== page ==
BUFFALO, N.Y. -- The University at Buffalo engineer who
developed the world's first apparatus designed to realistically
test how building contents, architectural components and equipment
(called nonstructural components) fare during earthquakes will
leave for Chile on March 5 on a week-long reconnaissance mission to
see firsthand what kind of damage hospitals and tall, engineered
buildings sustained during Saturday's powerful, 8.8 magnitude
Gilberto Mosqueda, PhD, UB assistant professor of civil,
structural and environmental engineering and researcher at MCEER,
the Multidisciplinary Center for Earthquake Engineering Research
headquartered at UB, will go to Chile as part of a national team
organized by the Earthquake Engineering Research Institute.
As an expert on the seismic behavior of nonstructural components
Mosqueda says that his priority is to get to Chile as soon as
"Unlike a collapsed building, nonstructural components like
equipment, ceiling tiles and a building's interior systems are the
things that tend to get cleaned up pretty quickly after an
earthquake," he says. "That's why we want to get there as soon as
possible to observe what was damaged and how."
He adds that the data gathered on this trip will be directly
applicable to mitigating seismic damage in the U.S.
"Chile has good seismic design standards for buildings and good
engineers to apply and enforce them," Mosqueda says, "and there is
much collaboration between our two countries in engineering."
Mosqueda, for example, coordinates a memorandum of understanding in
earthquake engineering research between MCEER and the University of
Chile in Santiago.
In addition, he says, many of Chile's earthquake engineers are
graduates of UB or other U.S. institutions; while in Chile,
Mosqueda will be working directly with two UB graduates, one of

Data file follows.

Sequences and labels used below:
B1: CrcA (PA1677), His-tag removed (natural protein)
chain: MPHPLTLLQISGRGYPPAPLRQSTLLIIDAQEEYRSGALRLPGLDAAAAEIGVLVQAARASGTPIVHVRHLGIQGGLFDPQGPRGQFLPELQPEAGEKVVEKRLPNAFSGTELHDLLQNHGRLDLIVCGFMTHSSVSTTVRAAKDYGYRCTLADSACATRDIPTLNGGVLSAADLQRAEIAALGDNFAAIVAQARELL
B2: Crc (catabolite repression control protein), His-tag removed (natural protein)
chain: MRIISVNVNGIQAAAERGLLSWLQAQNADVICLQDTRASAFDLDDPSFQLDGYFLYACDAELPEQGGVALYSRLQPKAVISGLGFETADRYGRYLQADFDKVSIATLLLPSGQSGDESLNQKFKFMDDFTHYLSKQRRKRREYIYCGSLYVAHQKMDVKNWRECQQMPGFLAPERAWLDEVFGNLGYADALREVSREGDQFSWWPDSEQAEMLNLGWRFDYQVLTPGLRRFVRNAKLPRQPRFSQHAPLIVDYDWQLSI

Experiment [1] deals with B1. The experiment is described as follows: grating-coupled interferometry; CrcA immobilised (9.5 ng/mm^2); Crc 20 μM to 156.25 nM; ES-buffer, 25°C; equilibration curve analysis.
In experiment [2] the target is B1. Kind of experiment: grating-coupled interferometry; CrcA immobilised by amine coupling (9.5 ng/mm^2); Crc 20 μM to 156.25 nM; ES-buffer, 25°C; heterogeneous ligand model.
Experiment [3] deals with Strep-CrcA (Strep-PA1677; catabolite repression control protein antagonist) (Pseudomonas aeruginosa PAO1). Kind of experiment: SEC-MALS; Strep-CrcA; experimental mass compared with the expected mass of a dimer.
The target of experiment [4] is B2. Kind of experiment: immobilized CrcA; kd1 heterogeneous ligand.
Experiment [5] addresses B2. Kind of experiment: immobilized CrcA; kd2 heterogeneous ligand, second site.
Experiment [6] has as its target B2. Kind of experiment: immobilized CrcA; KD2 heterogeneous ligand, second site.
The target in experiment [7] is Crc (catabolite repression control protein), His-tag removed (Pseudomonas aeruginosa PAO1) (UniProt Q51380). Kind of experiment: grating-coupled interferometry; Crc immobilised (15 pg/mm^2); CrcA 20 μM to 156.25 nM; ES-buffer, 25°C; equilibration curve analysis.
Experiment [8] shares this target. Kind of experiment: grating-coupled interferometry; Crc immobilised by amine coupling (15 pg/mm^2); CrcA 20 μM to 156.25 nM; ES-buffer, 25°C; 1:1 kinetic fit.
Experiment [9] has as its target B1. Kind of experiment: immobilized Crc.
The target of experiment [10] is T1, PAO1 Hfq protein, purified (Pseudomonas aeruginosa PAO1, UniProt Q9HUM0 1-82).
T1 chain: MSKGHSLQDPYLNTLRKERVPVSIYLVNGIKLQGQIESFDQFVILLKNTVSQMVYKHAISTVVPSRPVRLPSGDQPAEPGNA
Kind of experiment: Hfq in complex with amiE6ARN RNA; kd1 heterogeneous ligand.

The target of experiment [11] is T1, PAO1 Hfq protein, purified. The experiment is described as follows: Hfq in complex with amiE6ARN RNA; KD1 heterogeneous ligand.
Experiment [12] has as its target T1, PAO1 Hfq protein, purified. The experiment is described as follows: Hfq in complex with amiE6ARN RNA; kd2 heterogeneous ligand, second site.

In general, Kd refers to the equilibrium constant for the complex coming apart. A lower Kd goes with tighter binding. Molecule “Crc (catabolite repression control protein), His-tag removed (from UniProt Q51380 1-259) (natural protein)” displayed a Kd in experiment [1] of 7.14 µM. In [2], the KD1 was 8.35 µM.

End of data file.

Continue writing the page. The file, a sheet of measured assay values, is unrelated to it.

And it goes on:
whom is a Chilean native currently living in Santiago.
Mosqueda will be looking, in particular, at hospitals in Chile
to see the differences between the hospitals that did and did not
collapse, as well as the state of their contents.
A report from the Pan American Health Organization estimated
that 10 health care facilities were rendered inoperable by the
earthquake and the tsunami that followed.
"The idea is to observe how nonstructural components were
damaged and how much risk of harm they posed to individuals and the
functionality of the building," Mosqueda says. "Once we better
understand how these components are damaged, we can come up with
improved solutions for their installation."
Mosqueda, who is a native Spanish speaker, will be working with
two alums of the earthquake engineering program in the UB School of
Engineering and Applied Sciences: Gokhan Pekcan, assistant
professor at the University of Nevada, Reno, and Rodrigo Retamales,
a professional engineer in Chile.
The data gathered and brought back by Mosqueda and his
colleagues will have special relevance to improving the earthquake
engineering of structures in the U.S.
"Chile has the strongest economy in Latin America," says Andre
Filiatrault, PhD, UB professor of civil engineering and MCEER
director. "It's a country with a lot of experience with earthquakes
and you could argue that their level of preparedness is somewhat
similar to the U.S., so the damage that Chile sustained may be
similar to what could happen in the U.S. with an earthquake of
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